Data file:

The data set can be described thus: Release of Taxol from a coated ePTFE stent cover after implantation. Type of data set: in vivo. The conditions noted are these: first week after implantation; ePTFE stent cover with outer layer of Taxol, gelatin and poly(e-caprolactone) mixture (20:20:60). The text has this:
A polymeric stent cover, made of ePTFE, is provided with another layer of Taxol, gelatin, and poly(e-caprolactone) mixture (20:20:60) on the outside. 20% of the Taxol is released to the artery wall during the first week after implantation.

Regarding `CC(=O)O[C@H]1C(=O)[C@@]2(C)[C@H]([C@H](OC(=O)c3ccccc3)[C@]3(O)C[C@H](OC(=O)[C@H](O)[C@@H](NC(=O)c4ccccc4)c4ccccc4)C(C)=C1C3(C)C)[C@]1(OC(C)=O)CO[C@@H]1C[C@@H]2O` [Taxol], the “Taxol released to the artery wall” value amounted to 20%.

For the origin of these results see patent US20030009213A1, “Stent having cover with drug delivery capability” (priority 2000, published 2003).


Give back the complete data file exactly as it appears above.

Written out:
The data set can be described thus: Release of Taxol from a coated ePTFE stent cover after implantation. Type of data set: in vivo. The conditions noted are these: first week after implantation; ePTFE stent cover with outer layer of Taxol, gelatin and poly(e-caprolactone) mixture (20:20:60). The text has this:
A polymeric stent cover, made of ePTFE, is provided with another layer of Taxol, gelatin, and poly(e-caprolactone) mixture (20:20:60) on the outside. 20% of the Taxol is released to the artery wall during the first week after implantation.

Regarding `CC(=O)O[C@H]1C(=O)[C@@]2(C)[C@H]([C@H](OC(=O)c3ccccc3)[C@]3(O)C[C@H](OC(=O)[C@H](O)[C@@H](NC(=O)c4ccccc4)c4ccccc4)C(C)=C1C3(C)C)[C@]1(OC(C)=O)CO[C@@H]1C[C@@H]2O` [Taxol], the “Taxol released to the artery wall” value amounted to 20%.

For the origin of these results see patent US20030009213A1, “Stent having cover with drug delivery capability” (priority 2000, published 2003).